He addressed economic issues, the cost of living and disrupted supply chains. Talking about the government’s efforts to support middle and low income families, ease household burdens. He said if the situation gets worse, they are ready to do more. In Nigeria, the whole burden rests on the masses; increase in the price at the pump of a commodity that we are lucky enough to have when we pay taxes, it goes into our private pockets, we borrow to eat, and we are in a wahala state to be like wetin to new.

The Singapore dollar has strengthened, making overseas travel more affordable. At home, it makes imported goods cheaper… but he cautioned against overdoing it. Can the same be said of the Nigerian space with its high margin of error?

His conclusion made me cry for my beloved Nigeria… He said below:

Whether we are tackling COVID-19 and preparing for the next pandemic, dealing with geopolitical dangers and economic uncertainties, dealing with sensitive national issues, or planning and building Singapore for the long term.

With all of these challenges, success depends on our mastery of three key fundamentals. We must always have a united people, a high quality management team and great trust between the people and their leaders. A united people, a quality management team and great trust between the people and their leaders. These are essential if we respond creatively and resiliently to challenges, year after year. We may have the best designed schemes, but without these three fundamentals, they will come to nothing. I have emphasized these points many times, in different ways, because they are so crucial.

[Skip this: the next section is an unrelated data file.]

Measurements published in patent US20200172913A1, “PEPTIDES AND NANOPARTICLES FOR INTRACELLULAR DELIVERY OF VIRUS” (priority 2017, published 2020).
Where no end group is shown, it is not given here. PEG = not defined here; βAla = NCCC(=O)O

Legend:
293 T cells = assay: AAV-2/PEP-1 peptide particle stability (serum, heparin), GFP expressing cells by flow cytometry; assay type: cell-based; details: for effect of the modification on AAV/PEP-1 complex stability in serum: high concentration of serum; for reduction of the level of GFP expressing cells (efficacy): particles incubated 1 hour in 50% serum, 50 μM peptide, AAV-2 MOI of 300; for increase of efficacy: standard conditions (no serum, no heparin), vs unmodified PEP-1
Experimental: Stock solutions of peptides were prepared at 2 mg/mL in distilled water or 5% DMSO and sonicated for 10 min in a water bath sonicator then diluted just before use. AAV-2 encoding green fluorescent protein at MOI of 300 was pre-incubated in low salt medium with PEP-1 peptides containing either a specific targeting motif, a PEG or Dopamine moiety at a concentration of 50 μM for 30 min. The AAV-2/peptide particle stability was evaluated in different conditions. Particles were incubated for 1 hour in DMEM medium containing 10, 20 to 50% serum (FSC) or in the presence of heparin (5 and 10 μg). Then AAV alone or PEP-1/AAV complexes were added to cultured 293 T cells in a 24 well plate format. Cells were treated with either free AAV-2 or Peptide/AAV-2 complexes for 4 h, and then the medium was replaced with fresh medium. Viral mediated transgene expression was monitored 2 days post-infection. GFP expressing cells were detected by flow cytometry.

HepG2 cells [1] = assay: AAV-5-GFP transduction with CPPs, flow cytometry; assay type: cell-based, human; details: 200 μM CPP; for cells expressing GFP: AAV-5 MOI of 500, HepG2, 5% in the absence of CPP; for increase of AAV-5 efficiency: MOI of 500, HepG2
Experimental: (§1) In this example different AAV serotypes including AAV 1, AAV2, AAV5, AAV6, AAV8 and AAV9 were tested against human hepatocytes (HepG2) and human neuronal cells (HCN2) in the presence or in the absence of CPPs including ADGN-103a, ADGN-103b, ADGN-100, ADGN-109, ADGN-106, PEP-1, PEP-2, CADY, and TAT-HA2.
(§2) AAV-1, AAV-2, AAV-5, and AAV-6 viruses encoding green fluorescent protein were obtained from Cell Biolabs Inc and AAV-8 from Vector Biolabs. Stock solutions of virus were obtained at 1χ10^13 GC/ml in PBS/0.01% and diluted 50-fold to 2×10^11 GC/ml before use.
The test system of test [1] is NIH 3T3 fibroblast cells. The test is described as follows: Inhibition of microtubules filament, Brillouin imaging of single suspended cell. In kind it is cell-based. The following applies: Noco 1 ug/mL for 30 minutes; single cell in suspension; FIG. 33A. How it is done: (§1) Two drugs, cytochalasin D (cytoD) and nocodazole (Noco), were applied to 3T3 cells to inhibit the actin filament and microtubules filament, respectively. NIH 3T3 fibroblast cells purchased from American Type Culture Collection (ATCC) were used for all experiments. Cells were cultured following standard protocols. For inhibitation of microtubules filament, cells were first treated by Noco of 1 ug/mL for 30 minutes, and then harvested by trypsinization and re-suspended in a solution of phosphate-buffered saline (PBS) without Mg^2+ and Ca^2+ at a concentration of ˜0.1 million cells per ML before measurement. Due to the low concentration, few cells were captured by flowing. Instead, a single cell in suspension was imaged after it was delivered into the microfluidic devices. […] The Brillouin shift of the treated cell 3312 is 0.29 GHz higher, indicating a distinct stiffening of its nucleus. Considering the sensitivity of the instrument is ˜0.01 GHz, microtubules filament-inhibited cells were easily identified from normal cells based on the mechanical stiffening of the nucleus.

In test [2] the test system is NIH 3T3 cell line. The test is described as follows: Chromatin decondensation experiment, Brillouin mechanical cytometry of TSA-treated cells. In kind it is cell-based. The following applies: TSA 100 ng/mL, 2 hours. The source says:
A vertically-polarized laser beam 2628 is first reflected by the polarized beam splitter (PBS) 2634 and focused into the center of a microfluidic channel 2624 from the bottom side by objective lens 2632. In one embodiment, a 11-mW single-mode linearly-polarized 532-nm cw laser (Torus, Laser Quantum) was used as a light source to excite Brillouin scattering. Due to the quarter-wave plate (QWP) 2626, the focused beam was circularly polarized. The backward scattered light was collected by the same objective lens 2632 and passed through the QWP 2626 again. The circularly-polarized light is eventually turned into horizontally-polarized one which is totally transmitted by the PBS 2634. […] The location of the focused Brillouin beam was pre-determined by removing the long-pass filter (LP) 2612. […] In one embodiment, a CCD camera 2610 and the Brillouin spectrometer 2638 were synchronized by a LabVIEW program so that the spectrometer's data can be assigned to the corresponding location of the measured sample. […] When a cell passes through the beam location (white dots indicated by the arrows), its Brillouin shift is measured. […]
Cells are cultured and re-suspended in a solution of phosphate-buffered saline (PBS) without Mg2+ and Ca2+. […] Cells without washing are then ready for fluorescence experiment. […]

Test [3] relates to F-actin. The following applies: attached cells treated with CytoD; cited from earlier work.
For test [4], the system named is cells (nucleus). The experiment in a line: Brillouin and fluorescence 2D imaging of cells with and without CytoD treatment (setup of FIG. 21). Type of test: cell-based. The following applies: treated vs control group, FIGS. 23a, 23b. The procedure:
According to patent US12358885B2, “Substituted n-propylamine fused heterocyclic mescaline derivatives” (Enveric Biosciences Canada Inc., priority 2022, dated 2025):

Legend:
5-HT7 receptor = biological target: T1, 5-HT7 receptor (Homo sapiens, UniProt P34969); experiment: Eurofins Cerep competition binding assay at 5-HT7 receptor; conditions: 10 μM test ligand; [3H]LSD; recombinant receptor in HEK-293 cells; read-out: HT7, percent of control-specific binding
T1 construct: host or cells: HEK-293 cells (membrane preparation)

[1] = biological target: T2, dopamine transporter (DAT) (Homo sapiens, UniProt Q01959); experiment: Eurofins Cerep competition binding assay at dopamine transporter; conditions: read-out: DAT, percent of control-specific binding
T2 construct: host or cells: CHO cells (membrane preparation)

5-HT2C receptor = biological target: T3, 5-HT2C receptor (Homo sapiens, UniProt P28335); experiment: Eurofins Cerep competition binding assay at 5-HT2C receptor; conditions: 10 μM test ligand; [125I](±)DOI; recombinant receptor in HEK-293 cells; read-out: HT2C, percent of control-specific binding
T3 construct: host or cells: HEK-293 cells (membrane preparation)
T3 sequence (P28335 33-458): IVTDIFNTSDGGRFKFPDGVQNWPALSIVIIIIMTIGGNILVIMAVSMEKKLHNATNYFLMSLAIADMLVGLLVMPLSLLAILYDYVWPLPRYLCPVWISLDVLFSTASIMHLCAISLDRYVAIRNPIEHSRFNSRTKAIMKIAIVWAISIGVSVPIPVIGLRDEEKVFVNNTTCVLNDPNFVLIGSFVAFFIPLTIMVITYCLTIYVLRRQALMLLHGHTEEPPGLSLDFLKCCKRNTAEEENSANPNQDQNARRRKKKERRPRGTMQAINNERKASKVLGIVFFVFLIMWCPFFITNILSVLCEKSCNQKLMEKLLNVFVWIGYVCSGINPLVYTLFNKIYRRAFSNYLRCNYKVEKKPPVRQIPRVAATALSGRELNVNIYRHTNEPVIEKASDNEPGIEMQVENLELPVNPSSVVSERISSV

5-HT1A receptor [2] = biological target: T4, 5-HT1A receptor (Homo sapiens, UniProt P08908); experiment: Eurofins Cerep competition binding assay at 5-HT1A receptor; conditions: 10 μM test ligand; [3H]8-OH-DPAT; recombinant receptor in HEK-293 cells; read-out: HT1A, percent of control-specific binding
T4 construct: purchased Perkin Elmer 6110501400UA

In particular, good leadership is non-negotiable. Look at countries with unstable governments and disorderly politics, swinging wildly from election to election. Whenever things don’t work out, leaders get kicked out or resign en masse. But even after changing teams, things don’t improve. Either policies and laws never cross political deadlock, or they are crafted by one government and then rolled back by the next. Often it is not just the leaders who fail, but the whole system that has failed. The result is a devastating loss of confidence: not just in individual politicians or parties, but in the entire political system and the entire political class, and there is no way forward from of the. THIS PARAGRAPH CAPTURES THE NIGERIAN DILEMMA AND OUR MISTAKES.

A small country like Singapore has no margin for error. Not only the continued success of Singapore, but our very survival, depends on our good leaders.